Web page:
Format

Send to

Choose Destination
Biochemistry. 2010 Sep 14;49(36):7798-810. doi: 10.1021/bi101064w.

Visualizing the metal-binding versatility of copper trafficking sites .

Author information

1
Institute for Cell and Molecular Biosciences, Medical School, Newcastle University, Newcastle upon Tyne NE2 4HH, UK.

Abstract

Molecular systems have evolved to permit the safe delivery of copper. Despite extensive studies, many copper site structures involved in copper homeostasis, even for the well-studied metallochaperone Atx1, remain unresolved. Cyanobacteria import copper to their thylakoid compartments for use in photosynthesis and respiration and possess an Atx1 that we show can adopt multiple oligomeric states when metalated, capable of binding up to four copper ions. Two-copper- and four-copper-loaded dimers exist in solution at low micromolar concentrations, and head-to-head and side-to-side arrangements, respectively, can be crystallized, with the latter binding a [Cu(4){mu(2)-S(gamma)(Cys)}(4)Cl(2)](2-) cluster. The His61Tyr mutation on loop 5 weakens head-to-head dimerization, yet a side-to-side dimer binding a similar cluster as in the wild-type protein, but with phenolate coordination, is present. The cognate metal-binding domains (MBDs) of the P-type ATPases CtaA and PacS, which are proposed to donate copper to and accept copper from Atx1, respectively, are monomeric in the presence of copper. The structure of the MBD of Cu(I)-PacS shows a crystallographic trimer arrangement around a [Cu(3){mu(2)-S(gamma)(Cys)}(3){S(gamma)(Cys)}(3)](2-) cluster that is very similar to that found for an alternate form of the His61Tyr Atx1 mutant. Copper transfer from the MBD of CtaA to Atx1 is favorable, but delivery from Atx1 to the MBD of PacS is strongly dependent upon the dimeric form of Atx1. A copper-induced switch in Atx1 dimer structure may have a regulatory role with cluster formation helping to buffer copper.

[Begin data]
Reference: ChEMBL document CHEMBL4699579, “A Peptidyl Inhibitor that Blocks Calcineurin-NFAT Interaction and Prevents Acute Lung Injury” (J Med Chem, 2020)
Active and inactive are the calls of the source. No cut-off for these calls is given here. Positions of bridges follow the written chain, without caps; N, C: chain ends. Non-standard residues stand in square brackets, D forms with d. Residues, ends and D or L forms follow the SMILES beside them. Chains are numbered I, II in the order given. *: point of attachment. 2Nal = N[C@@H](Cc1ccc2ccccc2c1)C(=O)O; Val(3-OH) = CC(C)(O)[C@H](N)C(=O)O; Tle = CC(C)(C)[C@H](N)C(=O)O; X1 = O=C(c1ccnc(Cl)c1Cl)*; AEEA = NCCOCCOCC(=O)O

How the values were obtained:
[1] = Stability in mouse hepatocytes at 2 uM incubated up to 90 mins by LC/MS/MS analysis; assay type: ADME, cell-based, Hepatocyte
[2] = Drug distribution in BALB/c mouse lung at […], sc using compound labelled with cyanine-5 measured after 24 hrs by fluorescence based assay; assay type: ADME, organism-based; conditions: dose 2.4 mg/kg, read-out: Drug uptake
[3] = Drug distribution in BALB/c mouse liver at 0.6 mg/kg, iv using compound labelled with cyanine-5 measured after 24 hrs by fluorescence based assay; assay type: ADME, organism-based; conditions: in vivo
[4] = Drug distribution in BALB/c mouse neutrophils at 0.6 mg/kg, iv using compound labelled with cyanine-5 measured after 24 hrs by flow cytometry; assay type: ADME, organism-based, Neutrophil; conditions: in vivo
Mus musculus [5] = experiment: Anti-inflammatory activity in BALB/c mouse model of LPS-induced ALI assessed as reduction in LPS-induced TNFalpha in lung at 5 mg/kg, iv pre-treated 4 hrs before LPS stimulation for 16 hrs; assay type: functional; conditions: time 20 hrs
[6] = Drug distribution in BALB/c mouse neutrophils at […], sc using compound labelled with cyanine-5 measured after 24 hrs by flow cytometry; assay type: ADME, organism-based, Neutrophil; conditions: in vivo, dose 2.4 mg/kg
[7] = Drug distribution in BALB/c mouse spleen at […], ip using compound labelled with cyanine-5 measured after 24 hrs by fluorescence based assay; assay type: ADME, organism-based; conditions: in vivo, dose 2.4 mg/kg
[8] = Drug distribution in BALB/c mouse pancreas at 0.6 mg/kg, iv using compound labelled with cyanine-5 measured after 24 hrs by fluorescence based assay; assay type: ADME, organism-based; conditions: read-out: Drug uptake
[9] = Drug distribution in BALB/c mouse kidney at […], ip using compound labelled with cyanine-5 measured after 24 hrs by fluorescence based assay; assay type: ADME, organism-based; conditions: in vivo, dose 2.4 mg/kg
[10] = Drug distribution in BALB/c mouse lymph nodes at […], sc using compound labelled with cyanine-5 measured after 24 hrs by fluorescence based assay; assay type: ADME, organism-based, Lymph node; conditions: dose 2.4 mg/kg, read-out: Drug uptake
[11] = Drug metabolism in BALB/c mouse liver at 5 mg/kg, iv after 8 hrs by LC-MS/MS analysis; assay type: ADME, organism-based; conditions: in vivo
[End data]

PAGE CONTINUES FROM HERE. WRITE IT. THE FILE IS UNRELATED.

PMID:
20726513
DOI:
10.1021/bi101064w
[Indexed for MEDLINE]

Supplemental Content

Full text links

Icon for American Chemical Society
Loading ...
Support Center